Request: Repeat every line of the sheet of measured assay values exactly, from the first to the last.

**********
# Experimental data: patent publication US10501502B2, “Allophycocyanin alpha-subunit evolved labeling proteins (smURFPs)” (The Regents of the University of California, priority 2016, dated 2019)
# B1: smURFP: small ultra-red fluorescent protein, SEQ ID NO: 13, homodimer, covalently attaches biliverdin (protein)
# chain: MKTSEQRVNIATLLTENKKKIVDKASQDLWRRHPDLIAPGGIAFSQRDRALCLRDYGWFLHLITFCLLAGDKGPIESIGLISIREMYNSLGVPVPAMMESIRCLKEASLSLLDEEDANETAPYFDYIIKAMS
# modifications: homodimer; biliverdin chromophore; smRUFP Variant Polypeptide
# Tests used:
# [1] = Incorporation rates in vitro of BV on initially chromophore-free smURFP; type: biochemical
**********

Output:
# Experimental data: patent publication US10501502B2, “Allophycocyanin alpha-subunit evolved labeling proteins (smURFPs)” (The Regents of the University of California, priority 2016, dated 2019)
# B1: smURFP: small ultra-red fluorescent protein, SEQ ID NO: 13, homodimer, covalently attaches biliverdin (protein)
# chain: MKTSEQRVNIATLLTENKKKIVDKASQDLWRRHPDLIAPGGIAFSQRDRALCLRDYGWFLHLITFCLLAGDKGPIESIGLISIREMYNSLGVPVPAMMESIRCLKEASLSLLDEEDANETAPYFDYIIKAMS
# modifications: homodimer; biliverdin chromophore; smRUFP Variant Polypeptide
# Tests used:
# [1] = Incorporation rates in vitro of BV on initially chromophore-free smURFP; type: biochemical